What is Big Think?  

We are Big Idea Hunters…

We live in a time of information abundance, which far too many of us see as information overload. With the sum total of human knowledge, past and present, at our fingertips, we’re faced with a crisis of attention: which ideas should we engage with, and why? Big Think is an evolving roadmap to the best thinking on the planet — the ideas that can help you think flexibly and act decisively in a multivariate world.

A word about Big Ideas and Themes — The architecture of Big Think

Big ideas are lenses for envisioning the future. Every article and video on bigthink.com and on our learning platforms is based on an emerging “big idea” that is significant, widely relevant, and actionable. We’re sifting the noise for the questions and insights that have the power to change all of our lives, for decades to come. For example, reverse-engineering is a big idea in that the concept is increasingly useful across multiple disciplines, from education to nanotechnology.

Themes are the seven broad umbrellas under which we organize the hundreds of big ideas that populate Big Think. They include New World Order, Earth and Beyond, 21st Century Living, Going Mental, Extreme Biology, Power and Influence, and Inventing the Future.

Big Think Features:

12,000+ Expert Videos

1

Browse videos featuring experts across a wide range of disciplines, from personal health to business leadership to neuroscience.

Watch videos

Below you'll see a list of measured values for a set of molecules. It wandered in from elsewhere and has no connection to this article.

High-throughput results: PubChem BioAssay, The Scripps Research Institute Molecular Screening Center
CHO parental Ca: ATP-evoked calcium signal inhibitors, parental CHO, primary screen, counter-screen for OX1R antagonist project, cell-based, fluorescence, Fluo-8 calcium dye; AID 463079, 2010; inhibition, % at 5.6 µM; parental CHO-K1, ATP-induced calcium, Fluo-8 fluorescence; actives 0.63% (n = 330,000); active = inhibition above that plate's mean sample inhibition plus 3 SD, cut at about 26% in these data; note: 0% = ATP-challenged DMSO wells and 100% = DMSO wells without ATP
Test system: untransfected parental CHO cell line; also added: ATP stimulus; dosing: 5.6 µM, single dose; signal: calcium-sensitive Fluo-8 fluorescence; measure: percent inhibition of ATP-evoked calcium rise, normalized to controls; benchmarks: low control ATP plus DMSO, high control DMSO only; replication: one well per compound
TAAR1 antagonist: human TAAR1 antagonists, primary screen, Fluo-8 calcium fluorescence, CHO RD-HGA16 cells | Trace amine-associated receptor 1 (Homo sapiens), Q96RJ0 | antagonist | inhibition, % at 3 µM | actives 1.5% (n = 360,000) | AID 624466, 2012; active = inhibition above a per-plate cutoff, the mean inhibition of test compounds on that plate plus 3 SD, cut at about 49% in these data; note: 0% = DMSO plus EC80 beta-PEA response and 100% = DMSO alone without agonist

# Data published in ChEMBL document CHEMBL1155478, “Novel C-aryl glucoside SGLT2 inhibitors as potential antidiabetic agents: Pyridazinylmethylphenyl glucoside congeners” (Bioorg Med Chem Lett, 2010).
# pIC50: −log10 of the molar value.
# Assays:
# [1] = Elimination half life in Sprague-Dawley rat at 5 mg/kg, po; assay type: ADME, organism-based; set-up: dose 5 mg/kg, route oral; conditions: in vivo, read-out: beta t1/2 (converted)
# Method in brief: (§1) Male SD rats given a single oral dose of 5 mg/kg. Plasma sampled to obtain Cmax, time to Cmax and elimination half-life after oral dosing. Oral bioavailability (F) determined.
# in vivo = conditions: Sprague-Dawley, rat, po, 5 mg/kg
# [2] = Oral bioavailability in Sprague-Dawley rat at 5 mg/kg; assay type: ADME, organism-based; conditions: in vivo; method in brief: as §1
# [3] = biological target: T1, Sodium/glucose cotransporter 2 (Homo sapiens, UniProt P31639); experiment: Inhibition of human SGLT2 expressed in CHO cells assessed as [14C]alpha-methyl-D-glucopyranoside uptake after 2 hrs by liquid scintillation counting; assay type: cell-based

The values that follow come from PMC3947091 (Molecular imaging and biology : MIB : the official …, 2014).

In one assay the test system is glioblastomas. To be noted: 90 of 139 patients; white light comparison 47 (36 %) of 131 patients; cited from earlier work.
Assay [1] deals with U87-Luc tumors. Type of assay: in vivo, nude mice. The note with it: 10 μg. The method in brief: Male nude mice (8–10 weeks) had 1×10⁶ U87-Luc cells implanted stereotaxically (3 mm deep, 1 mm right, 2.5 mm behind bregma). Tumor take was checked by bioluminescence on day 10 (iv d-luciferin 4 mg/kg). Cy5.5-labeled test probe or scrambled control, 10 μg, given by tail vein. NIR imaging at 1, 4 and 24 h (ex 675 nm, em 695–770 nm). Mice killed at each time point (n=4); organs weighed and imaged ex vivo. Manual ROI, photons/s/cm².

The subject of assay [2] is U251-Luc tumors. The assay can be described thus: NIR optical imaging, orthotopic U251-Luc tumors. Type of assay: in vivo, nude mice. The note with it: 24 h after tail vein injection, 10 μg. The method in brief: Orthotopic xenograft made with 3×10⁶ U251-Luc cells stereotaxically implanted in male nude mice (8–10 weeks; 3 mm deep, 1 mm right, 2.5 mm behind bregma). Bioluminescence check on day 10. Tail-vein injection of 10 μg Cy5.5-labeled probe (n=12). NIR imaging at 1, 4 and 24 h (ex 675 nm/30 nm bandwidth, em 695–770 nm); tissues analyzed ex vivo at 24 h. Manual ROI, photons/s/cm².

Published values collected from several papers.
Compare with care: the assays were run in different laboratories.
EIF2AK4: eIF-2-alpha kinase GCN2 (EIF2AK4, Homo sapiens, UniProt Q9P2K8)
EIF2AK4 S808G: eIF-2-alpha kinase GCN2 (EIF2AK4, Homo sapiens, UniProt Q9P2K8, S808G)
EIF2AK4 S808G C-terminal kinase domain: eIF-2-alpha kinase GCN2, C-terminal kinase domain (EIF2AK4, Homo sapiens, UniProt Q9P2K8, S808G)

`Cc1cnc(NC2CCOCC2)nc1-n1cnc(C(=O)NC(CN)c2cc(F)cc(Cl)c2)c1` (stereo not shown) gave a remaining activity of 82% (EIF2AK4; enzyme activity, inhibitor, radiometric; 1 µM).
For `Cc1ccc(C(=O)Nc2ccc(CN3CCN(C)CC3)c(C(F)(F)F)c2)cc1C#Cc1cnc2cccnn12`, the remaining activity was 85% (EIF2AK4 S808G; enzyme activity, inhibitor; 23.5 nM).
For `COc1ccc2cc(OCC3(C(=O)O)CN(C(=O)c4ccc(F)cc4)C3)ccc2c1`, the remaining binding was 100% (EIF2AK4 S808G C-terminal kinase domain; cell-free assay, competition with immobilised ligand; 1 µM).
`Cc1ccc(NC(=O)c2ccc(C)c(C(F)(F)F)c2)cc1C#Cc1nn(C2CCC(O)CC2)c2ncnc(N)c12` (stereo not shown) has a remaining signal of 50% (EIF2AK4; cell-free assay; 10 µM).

World Renowned Bloggers

2

Big Think’s contributors offer expert analysis of the big ideas behind the news.

Go to blogs

Big Think Edge

3

Big Think’s Edge learning platform for career mentorship and professional development provides engaging and actionable courses delivered by the people who are shaping our future.

Find out more
Close

Bitcoin’s Big Problem

April 23, 2013, 4:22 PM
Shutterstock_82376821

There’s been a lot of discussion in the past couple of weeks about Bitcoin, the online virtual currency whose value has been extraordinarily volatile of late. A currency that’s electronic but as untraceable as cash surely has its uses for some people, but there’s one aspect of it that hasn’t been fully considered yet: its uniqueness may not last.

National currencies have one great advantage over currencies like Bitcoin: they usually don’t face much competition. It’s true that countries with weak currencies sometimes use dollars, euros, or even cigarettes as alternative or parallel mediums of exchange. Broadly speaking, however, a national currency is a useful focal point; the government requires that everyone accept it in transactions, and so everyone can agree to use it. That’s what makes it valuable.

Bitcoin is not so well-defined as a currency in comparison to a dollar or yuan, and thus its uniqueness is much less clear. The currency based on a mysterious algorithm whose originator is anonymous. No one really knows whether the algorithm can be trusted to generate Bitcoins as promised, or who would be accountable for errors or frauds; there is no definitive monetary authority.

Were any problems to occur, a new electronic currency, perhaps one vouchsafed in a more transparent way, might arise. If the people who found Bitcoin useful for its anonymity, virtuality, and globality were to switch to this new currency, the value of Bitcoins would tumble. The reason is simple: Bitcoin’s exchange rates with other currencies depend on supply and demand; if no one wants Bitcoins, they’re worthless. And Bitcoin need not run into trouble for a new currency to appear. The new currency’s originators just need to invent an architecture that people prefer.

Of course, people won’t switch away from a popular currency for the sake of small improvements. But Bitcoin is just the first virtual currency to make it big – and you can bet it won’t be the last.

 

 

Bitcoin’s Big Problem

Newsletter: Share: